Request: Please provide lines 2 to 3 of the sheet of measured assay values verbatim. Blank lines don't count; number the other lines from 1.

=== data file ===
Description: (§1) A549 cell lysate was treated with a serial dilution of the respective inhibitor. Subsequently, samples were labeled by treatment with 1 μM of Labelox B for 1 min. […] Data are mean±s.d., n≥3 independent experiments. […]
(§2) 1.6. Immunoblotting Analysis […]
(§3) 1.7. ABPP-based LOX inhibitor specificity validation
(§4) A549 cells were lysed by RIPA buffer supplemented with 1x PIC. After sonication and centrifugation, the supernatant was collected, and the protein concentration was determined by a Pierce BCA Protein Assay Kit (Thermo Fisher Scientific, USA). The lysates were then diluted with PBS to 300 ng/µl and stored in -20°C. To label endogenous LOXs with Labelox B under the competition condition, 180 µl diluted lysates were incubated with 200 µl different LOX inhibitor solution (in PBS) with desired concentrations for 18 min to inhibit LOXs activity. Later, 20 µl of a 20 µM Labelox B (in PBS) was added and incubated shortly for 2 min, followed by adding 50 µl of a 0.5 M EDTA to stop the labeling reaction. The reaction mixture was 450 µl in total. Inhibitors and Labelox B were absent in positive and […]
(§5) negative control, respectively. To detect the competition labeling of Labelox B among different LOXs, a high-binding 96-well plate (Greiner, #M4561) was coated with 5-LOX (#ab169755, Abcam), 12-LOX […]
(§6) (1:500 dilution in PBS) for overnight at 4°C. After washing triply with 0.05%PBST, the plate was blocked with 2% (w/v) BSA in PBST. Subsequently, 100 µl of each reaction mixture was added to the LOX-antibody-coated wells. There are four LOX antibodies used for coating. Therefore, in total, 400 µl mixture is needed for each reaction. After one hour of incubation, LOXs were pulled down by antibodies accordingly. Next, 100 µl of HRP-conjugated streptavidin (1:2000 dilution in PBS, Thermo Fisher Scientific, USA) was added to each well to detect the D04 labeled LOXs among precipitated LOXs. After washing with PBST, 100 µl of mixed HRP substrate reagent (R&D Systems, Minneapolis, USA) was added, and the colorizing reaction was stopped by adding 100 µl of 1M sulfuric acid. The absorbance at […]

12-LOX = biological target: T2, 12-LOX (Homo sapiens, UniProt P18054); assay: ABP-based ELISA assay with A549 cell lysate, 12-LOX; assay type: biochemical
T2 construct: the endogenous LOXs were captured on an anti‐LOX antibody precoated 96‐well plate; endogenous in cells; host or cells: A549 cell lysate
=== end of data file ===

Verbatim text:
(§2) 1.6. Immunoblotting Analysis […]
(§3) 1.7. ABPP-based LOX inhibitor specificity validation